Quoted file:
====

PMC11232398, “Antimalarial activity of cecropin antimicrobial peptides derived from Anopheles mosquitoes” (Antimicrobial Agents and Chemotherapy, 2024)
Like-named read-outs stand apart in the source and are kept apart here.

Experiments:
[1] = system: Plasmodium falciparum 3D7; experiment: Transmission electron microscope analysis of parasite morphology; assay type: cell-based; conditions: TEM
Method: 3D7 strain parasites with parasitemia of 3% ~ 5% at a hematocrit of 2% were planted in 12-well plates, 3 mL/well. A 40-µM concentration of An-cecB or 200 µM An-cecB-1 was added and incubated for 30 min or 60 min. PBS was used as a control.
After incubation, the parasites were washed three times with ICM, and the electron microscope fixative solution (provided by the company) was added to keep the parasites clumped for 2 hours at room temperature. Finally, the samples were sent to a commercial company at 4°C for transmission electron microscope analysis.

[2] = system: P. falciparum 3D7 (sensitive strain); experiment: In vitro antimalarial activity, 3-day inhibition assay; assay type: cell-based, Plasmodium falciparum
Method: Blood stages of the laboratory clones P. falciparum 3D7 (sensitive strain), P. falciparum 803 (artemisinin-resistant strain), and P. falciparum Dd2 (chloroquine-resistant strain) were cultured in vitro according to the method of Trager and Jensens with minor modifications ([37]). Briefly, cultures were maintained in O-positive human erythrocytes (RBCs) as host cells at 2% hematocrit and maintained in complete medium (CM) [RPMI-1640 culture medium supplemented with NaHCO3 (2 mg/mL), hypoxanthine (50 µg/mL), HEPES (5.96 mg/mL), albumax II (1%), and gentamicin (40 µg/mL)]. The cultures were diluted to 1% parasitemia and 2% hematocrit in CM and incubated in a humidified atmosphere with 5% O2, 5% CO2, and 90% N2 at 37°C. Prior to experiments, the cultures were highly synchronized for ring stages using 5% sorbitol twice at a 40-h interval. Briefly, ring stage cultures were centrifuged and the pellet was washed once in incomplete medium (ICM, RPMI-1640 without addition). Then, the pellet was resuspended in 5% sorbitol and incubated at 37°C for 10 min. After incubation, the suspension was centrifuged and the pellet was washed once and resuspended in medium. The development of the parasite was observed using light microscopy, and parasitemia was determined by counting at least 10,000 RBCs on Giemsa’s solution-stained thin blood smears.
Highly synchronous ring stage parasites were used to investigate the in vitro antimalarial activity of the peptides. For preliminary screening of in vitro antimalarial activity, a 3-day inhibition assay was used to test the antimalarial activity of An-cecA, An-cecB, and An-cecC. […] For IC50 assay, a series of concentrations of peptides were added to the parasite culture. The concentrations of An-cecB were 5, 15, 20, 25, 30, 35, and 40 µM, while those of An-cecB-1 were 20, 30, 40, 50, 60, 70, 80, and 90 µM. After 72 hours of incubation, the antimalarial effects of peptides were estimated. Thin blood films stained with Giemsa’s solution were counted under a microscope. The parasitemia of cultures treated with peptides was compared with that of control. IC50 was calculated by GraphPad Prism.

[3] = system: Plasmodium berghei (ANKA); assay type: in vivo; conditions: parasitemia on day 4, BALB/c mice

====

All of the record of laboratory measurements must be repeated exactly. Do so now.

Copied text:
PMC11232398, “Antimalarial activity of cecropin antimicrobial peptides derived from Anopheles mosquitoes” (Antimicrobial Agents and Chemotherapy, 2024)
Like-named read-outs stand apart in the source and are kept apart here.

Experiments:
[1] = system: Plasmodium falciparum 3D7; experiment: Transmission electron microscope analysis of parasite morphology; assay type: cell-based; conditions: TEM
Method: 3D7 strain parasites with parasitemia of 3% ~ 5% at a hematocrit of 2% were planted in 12-well plates, 3 mL/well. A 40-µM concentration of An-cecB or 200 µM An-cecB-1 was added and incubated for 30 min or 60 min. PBS was used as a control.
After incubation, the parasites were washed three times with ICM, and the electron microscope fixative solution (provided by the company) was added to keep the parasites clumped for 2 hours at room temperature. Finally, the samples were sent to a commercial company at 4°C for transmission electron microscope analysis.

[2] = system: P. falciparum 3D7 (sensitive strain); experiment: In vitro antimalarial activity, 3-day inhibition assay; assay type: cell-based, Plasmodium falciparum
Method: Blood stages of the laboratory clones P. falciparum 3D7 (sensitive strain), P. falciparum 803 (artemisinin-resistant strain), and P. falciparum Dd2 (chloroquine-resistant strain) were cultured in vitro according to the method of Trager and Jensens with minor modifications ([37]). Briefly, cultures were maintained in O-positive human erythrocytes (RBCs) as host cells at 2% hematocrit and maintained in complete medium (CM) [RPMI-1640 culture medium supplemented with NaHCO3 (2 mg/mL), hypoxanthine (50 µg/mL), HEPES (5.96 mg/mL), albumax II (1%), and gentamicin (40 µg/mL)]. The cultures were diluted to 1% parasitemia and 2% hematocrit in CM and incubated in a humidified atmosphere with 5% O2, 5% CO2, and 90% N2 at 37°C. Prior to experiments, the cultures were highly synchronized for ring stages using 5% sorbitol twice at a 40-h interval. Briefly, ring stage cultures were centrifuged and the pellet was washed once in incomplete medium (ICM, RPMI-1640 without addition). Then, the pellet was resuspended in 5% sorbitol and incubated at 37°C for 10 min. After incubation, the suspension was centrifuged and the pellet was washed once and resuspended in medium. The development of the parasite was observed using light microscopy, and parasitemia was determined by counting at least 10,000 RBCs on Giemsa’s solution-stained thin blood smears.
Highly synchronous ring stage parasites were used to investigate the in vitro antimalarial activity of the peptides. For preliminary screening of in vitro antimalarial activity, a 3-day inhibition assay was used to test the antimalarial activity of An-cecA, An-cecB, and An-cecC. […] For IC50 assay, a series of concentrations of peptides were added to the parasite culture. The concentrations of An-cecB were 5, 15, 20, 25, 30, 35, and 40 µM, while those of An-cecB-1 were 20, 30, 40, 50, 60, 70, 80, and 90 µM. After 72 hours of incubation, the antimalarial effects of peptides were estimated. Thin blood films stained with Giemsa’s solution were counted under a microscope. The parasitemia of cultures treated with peptides was compared with that of control. IC50 was calculated by GraphPad Prism.

[3] = system: Plasmodium berghei (ANKA); assay type: in vivo; conditions: parasitemia on day 4, BALB/c mice